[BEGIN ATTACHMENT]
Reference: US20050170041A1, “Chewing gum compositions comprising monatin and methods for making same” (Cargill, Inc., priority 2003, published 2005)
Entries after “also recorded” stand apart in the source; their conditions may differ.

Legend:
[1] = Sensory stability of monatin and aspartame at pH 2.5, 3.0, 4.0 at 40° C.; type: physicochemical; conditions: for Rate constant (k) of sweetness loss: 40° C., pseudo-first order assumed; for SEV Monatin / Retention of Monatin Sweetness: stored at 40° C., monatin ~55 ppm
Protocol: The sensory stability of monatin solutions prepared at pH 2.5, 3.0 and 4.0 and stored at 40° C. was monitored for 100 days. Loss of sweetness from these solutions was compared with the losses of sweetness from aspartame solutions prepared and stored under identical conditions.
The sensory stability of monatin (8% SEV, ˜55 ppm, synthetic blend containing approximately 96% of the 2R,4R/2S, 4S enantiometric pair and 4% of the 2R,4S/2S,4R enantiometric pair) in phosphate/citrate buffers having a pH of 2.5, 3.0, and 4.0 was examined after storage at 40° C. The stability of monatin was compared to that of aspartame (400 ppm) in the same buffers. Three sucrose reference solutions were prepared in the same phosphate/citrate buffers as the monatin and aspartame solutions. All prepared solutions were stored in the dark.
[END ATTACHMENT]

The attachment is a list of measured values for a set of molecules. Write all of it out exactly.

Reference: US20050170041A1, “Chewing gum compositions comprising monatin and methods for making same” (Cargill, Inc., priority 2003, published 2005)
Entries after “also recorded” stand apart in the source; their conditions may differ.

Legend:
[1] = Sensory stability of monatin and aspartame at pH 2.5, 3.0, 4.0 at 40° C.; type: physicochemical; conditions: for Rate constant (k) of sweetness loss: 40° C., pseudo-first order assumed; for SEV Monatin / Retention of Monatin Sweetness: stored at 40° C., monatin ~55 ppm
Protocol: The sensory stability of monatin solutions prepared at pH 2.5, 3.0 and 4.0 and stored at 40° C. was monitored for 100 days. Loss of sweetness from these solutions was compared with the losses of sweetness from aspartame solutions prepared and stored under identical conditions.
The sensory stability of monatin (8% SEV, ˜55 ppm, synthetic blend containing approximately 96% of the 2R,4R/2S, 4S enantiometric pair and 4% of the 2R,4S/2S,4R enantiometric pair) in phosphate/citrate buffers having a pH of 2.5, 3.0, and 4.0 was examined after storage at 40° C. The stability of monatin was compared to that of aspartame (400 ppm) in the same buffers. Three sucrose reference solutions were prepared in the same phosphate/citrate buffers as the monatin and aspartame solutions. All prepared solutions were stored in the dark.